Creating stunning photography that visually represents an artist/bands unique sound, is a fine art. Getting those shots that fit the feel of your music, boast what you represent and catch the attention of industry professionals, isn't easy. We got in touch with a few professional photographers to find out how they capture the distinction of each artist. To do this, we've asked them to break down what different techniques they use, what scenarios these worked well for and visual examples of how they achieved this. This will give you an insight into different approaches you may not have thought of, so you have more of a creative eye when it comes to your next shoot. 

 

Artificial vs Natural Lighting
I always bring artificial lighting on a shoot, but I prefer to use natural light when I can.  Often I end up balancing both.  Picking the right time of day is important, but often, with band shoots, we’re limited to short shoots at specific times, so there’s a good amount of improvisation!

Focus/Un-Focus
I often shoot wide open to get a blurred background and maintain focus on the band/artist.  Also, shooting in very low light situations, f/2.8 is really useful!

Black & White

I love black and white photography but I always shoot in colour, and later convert if the shot works well in monochrome.  

Shadows

I used to love really black shadows but I tend towards more flat blacks now.  I realise not everyone is a fan of this, but I like it!

Silhouettes

R - No

Glass & Reflections

I don’t tend to use with band photography, but do quite a bit with weddings!

Double Exposure

R - no

Stretch & Distortion

R - no

Using Hand Held Lenses

R - no

Projecting Images

R - Did this once for a project but it’s not really my style.

High Key/Over-exposure

R - Yes, see Ephemerals picture.  I don’t tend to aim for this, but sometimes when shooting on location, a whited out sky can work.

HDR Photography

R - no

Uncommon/Unexpected Viewpoints.  

R - I used to try to plan specific shots before starting a shoot.  I’d do a lot of preparation and have folders of inspiration images and each location or set up planned out.  Sometimes this would work great.  Other times, it’d cause problems if there were things I’d forgotten to consider – the height of band members, for instance.  Now, I’m a lot more improvisatory.  I wait until the day when I can see what the lighting is like, what the location is like, the mood of the band

 

Can you give us a brief step-by-step guide on the workings of a successful shoot?
1. Enthuse everyone about the shoot.  Often, people don’t enjoy being photographed, and it’s up to me to make it work.
2. Plan ahead a little  - know what types of shots to aim for, what the brief is, how the photographs will be used – this can save a lot of time.
3. Good rapport
4. Be on time
5. Deliver files, contracts and licences on time.

Once you know a bit more about the artists, what techniques do you use to bring out an identity that represents their music?
I tend to go for more natural shots, so picking up on the energy of the artist and what they are comfortable with is crucial.  My shoots tend to be quite chatty, between me and the musicians, and this can lead to natural photos.  I pay a lot of attention to body language and facial expressions, and adapt my shooting style throughout a session, to get natural imagery.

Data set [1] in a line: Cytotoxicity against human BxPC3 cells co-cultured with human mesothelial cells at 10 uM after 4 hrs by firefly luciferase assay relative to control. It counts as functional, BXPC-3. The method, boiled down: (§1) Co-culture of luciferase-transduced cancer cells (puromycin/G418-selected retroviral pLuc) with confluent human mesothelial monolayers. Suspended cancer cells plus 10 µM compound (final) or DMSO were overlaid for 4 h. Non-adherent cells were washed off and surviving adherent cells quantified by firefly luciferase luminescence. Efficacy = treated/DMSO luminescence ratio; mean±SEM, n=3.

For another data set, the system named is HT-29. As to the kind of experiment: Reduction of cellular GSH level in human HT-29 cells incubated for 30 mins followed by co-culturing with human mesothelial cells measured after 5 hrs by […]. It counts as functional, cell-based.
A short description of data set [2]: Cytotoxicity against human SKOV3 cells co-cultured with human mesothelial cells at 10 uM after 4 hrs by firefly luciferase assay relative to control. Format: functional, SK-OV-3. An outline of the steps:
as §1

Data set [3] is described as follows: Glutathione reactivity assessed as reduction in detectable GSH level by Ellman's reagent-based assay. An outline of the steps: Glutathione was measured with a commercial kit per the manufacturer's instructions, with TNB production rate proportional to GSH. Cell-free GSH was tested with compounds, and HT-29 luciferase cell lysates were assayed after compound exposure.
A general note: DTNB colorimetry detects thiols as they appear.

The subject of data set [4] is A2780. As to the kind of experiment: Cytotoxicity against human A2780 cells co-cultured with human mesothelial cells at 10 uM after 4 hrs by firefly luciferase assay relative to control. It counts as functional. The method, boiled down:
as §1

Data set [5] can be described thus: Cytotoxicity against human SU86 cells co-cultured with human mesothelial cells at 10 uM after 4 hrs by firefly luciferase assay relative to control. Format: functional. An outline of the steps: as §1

Can you give us any examples of information bands have given you prior to a shoot, that has really helped to get the desired outcome?

A clear idea about what they like/dislike is useful.  Often bands contact me with very few ideas, and it can take a bit of working out to get on the same page.  Occasionally, bands contact me with such specific ideas it gives little room to be creative or try a variety of ideas.  Ideally, prior to a shoot, a band will have some idea:

- how many photos they think they need (just one great one for a promo image, or 20 for artwork?)

- if they need specific orientation (portrait, landscape, square, FB banner)
- if they prefer something black and white or colour; close up or full body.

Other than that, I find it’s best to improvise and work with whatever you have on the day!

Are there any things you do, that you find make a band feel more at ease during a shoot?
Beers, conversation, explaining what I’m doing as I go, giving feedback and showing the back of the camera as we progress.

How would you describe your style of photography?
Natural, clean.

Are there any genres of music that you find easier to capture the essence of? Or does that not have an effect on the shoot?

I guess specific genres can lead you towards stereotypes in shooting, e.g. the metal band standing in a line, with a flash in the background.  This can be good or bad.  But it’s less the genre and solely the people which makes a shoot easy or difficult.  

Hiring a photographer for live and promo shots is pretty standard practice for bands, but can you tell us about some of the more unique scenarios that you’ve done band shots? Such as behind the scenes, interviews, in the studio etc. Does this allow you to capture more intimate moments?
All of the above.  Tour photography is the best for more intimate moments, as the band is more relaxed and gotten used to you being around.  I’ve done BTS on bands whilst they’re shooting videos, rehearsals and sound checks, after parties, candid shots during interviews for various media, festivals, on the tour bus post-gig.